The Longwood Plantation were the dreams of Dr. Haller Nutt, a wealthy cotton Plantation owner. Dr. Nutt had plans to build Longwood for his himself, wife and his eight children. Their home was to be built in the 19th Century Oriental Revival Style and would have been of the grandest houses in Natchez, Mississippi.
History of Longwood Plantation
In 1859, Architect Samuel Sloan was hired to design the house. But the house was never completed. In 1861, the news of the Civil War reached the Natchez area, northern artisans dropped their tools and fled north to join the Union forces.
Even though, Dr. Nutt was a Union sympathizer, he lost his fortune as many southern land owners did. In 1864, Dr. Nutt passed away without ever seeing his dreams completed.
Sadly, the family was not able to recover from the war and future generations struggled to keep the house and property. The house and 93 acres were sold Mr. and Mrs. Kelly McAdams in 1968. Later that year the property was donated to the McAdams Foundation in Austin, Texas.
In 1969 the Longwood Plantation was designated a National Historic Landmark and was then sold to the Pilgrimage Garden Club of Natchez, MS. in 1970.
Longwood Plantation Design Details
According to our tour guide, the Longwood Plantation is not only important to Natchez History as a time capsule into mid-19th century construction and life style, but it is also the largest surviving octagonal houses built in the country. It is also considered one of the finest surviving examples an Oriental Revival style house that displays the phase of exotic architectural romanticism that was common during mid-century America.
Dr. Haller Nut and his wife worked closely with Philadelphia architect Samuel Sloan to build the house of their dreams. The end design was to be a multistory octagonal villa with a domed cupola, a furnished basement, 32 rooms, 26 fireplaces, 115 doors, 96 columns, and 30,000 square feet. However, only 9 rooms were completed.
The property sites on 87 acres in Natchez, MS. and has multiple buildings near the house. Those buildings include the kitchen, slave quarters, carriage house, stables, and the necessary. At one time, the property had a geometrically-patterned garden that could be seen at the edge of the property. Toward the southwest corner of the property, the family cemetery can be found.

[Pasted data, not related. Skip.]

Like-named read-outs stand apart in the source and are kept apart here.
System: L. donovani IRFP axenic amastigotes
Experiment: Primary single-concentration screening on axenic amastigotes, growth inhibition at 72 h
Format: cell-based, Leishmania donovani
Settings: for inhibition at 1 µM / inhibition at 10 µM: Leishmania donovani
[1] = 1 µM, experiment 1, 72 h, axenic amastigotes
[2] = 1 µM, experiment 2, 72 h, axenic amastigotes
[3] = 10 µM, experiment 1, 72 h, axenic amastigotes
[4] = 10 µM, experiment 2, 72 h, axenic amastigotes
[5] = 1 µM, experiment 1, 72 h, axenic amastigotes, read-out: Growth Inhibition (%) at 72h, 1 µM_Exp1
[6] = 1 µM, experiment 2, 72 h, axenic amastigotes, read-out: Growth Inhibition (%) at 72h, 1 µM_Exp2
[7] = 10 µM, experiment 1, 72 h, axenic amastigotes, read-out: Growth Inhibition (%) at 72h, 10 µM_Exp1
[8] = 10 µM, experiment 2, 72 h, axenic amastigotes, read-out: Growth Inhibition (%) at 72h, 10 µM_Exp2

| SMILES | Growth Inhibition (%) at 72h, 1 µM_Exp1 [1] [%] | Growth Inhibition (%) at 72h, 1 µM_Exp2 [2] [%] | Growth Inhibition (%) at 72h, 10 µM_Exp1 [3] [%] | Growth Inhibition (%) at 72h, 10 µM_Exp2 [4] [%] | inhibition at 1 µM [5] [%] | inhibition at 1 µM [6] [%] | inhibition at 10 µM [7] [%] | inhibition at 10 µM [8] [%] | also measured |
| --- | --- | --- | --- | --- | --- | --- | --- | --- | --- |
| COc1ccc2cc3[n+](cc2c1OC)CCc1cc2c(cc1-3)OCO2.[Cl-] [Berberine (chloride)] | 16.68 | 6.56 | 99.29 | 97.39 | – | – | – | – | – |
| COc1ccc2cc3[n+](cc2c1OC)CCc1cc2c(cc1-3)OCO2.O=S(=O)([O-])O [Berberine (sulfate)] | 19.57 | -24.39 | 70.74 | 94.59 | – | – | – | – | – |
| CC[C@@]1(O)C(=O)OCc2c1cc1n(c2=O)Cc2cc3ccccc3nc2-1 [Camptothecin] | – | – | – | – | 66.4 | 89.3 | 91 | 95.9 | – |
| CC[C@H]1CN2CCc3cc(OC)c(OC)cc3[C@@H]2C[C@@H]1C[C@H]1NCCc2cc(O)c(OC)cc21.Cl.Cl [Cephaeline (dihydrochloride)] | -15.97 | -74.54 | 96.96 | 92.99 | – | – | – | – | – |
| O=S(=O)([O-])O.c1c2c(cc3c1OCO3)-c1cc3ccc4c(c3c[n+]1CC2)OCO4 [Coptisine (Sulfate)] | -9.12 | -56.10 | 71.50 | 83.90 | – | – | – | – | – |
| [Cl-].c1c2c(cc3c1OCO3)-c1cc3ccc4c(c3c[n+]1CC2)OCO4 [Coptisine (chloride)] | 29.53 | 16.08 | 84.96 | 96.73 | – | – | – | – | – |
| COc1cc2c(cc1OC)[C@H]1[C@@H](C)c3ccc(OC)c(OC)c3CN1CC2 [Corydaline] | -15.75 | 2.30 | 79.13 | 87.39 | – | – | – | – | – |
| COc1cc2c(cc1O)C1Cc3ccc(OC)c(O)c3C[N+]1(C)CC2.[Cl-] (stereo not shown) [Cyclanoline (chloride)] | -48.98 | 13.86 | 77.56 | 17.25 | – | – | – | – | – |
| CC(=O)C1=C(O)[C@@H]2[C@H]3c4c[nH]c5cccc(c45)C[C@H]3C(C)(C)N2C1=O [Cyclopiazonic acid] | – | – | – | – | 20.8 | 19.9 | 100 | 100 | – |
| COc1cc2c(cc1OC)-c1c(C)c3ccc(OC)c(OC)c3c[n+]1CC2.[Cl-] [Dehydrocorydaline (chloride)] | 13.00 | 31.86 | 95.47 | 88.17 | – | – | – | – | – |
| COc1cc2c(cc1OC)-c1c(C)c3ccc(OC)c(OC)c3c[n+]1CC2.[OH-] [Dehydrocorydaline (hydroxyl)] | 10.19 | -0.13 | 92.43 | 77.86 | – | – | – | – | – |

To see floor plans, cross section of the house, and interior shots of the basement, please check out The Broken Dreams of Longwood article. It has a lot of great information pictures of areas that pictures were not allowed.
Longwood Plantation still sits unfinished, only the basement is complete and furnished.
The upper floors remained unfinished when the northern artisans and worked fled north. Much of the floors remained untouched for a 100 years. Family members (several generations lived in the basement of the house.) and the later owners of the property only went upstairs to make repairs or make it safe for the public.
The lesser buildings on the property have been restored and are used as offices or maintenance buildings. The carriage house has on display tools, carriage, and other equipment you might have found on the property during the 19th century.
As for the land itself, the original gravel entry to the house is the same one used today. The gardens are gone (at least right now they are) and the property is wooded except for the general area around the house. Its well kept and looks nice. I imagine it would look better 100 years ago and if they could afford to maintain expensive gardens.
The Interior of the Main House
As mentioned before the house was never completed. Dr. Huller ended up using local artisans to complete the basement so they could live in there dream home. Currently, the house has been restored to what it would looked like during the Dr. Huller’s time in the house. The Garden Club has collected and restored items that were originally part of the house and received donations of items that would been used during that time period.